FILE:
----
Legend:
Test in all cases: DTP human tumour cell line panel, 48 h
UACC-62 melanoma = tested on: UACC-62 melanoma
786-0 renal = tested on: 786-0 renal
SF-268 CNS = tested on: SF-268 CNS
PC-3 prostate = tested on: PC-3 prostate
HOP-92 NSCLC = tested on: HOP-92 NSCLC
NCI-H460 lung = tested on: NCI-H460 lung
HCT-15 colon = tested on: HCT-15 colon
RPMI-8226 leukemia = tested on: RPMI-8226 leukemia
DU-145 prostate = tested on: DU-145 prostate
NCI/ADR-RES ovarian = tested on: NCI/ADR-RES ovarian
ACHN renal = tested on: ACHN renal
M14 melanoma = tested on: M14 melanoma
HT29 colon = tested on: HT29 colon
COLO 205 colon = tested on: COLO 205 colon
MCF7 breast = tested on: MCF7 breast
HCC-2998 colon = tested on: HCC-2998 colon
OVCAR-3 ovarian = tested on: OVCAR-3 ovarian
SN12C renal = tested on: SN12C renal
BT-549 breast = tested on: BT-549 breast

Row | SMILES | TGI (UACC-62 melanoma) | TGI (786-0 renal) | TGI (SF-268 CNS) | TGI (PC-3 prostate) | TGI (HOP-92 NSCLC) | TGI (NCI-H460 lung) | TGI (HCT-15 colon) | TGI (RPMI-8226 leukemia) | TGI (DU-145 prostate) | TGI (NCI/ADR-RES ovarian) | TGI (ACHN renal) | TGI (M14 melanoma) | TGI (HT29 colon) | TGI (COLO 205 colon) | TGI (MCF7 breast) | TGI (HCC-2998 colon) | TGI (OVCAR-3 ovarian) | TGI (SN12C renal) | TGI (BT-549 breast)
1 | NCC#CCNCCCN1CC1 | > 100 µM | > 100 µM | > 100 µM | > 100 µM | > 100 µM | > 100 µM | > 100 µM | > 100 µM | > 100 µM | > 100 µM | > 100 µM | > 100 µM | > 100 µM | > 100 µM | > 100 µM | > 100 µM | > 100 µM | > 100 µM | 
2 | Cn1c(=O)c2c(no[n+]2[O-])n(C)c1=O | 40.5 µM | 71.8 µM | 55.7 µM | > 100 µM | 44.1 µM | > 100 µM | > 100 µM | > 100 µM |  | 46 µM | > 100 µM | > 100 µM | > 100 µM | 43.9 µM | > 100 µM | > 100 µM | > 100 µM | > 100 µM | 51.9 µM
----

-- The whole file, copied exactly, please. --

Legend:
Test in all cases: DTP human tumour cell line panel, 48 h
UACC-62 melanoma = tested on: UACC-62 melanoma
786-0 renal = tested on: 786-0 renal
SF-268 CNS = tested on: SF-268 CNS
PC-3 prostate = tested on: PC-3 prostate
HOP-92 NSCLC = tested on: HOP-92 NSCLC
NCI-H460 lung = tested on: NCI-H460 lung
HCT-15 colon = tested on: HCT-15 colon
RPMI-8226 leukemia = tested on: RPMI-8226 leukemia
DU-145 prostate = tested on: DU-145 prostate
NCI/ADR-RES ovarian = tested on: NCI/ADR-RES ovarian
ACHN renal = tested on: ACHN renal
M14 melanoma = tested on: M14 melanoma
HT29 colon = tested on: HT29 colon
COLO 205 colon = tested on: COLO 205 colon
MCF7 breast = tested on: MCF7 breast
HCC-2998 colon = tested on: HCC-2998 colon
OVCAR-3 ovarian = tested on: OVCAR-3 ovarian
SN12C renal = tested on: SN12C renal
BT-549 breast = tested on: BT-549 breast

Row | SMILES | TGI (UACC-62 melanoma) | TGI (786-0 renal) | TGI (SF-268 CNS) | TGI (PC-3 prostate) | TGI (HOP-92 NSCLC) | TGI (NCI-H460 lung) | TGI (HCT-15 colon) | TGI (RPMI-8226 leukemia) | TGI (DU-145 prostate) | TGI (NCI/ADR-RES ovarian) | TGI (ACHN renal) | TGI (M14 melanoma) | TGI (HT29 colon) | TGI (COLO 205 colon) | TGI (MCF7 breast) | TGI (HCC-2998 colon) | TGI (OVCAR-3 ovarian) | TGI (SN12C renal) | TGI (BT-549 breast)
1 | NCC#CCNCCCN1CC1 | > 100 µM | > 100 µM | > 100 µM | > 100 µM | > 100 µM | > 100 µM | > 100 µM | > 100 µM | > 100 µM | > 100 µM | > 100 µM | > 100 µM | > 100 µM | > 100 µM | > 100 µM | > 100 µM | > 100 µM | > 100 µM | 
2 | Cn1c(=O)c2c(no[n+]2[O-])n(C)c1=O | 40.5 µM | 71.8 µM | 55.7 µM | > 100 µM | 44.1 µM | > 100 µM | > 100 µM | > 100 µM |  | 46 µM | > 100 µM | > 100 µM | > 100 µM | 43.9 µM | > 100 µM | > 100 µM | > 100 µM | > 100 µM | 51.9 µM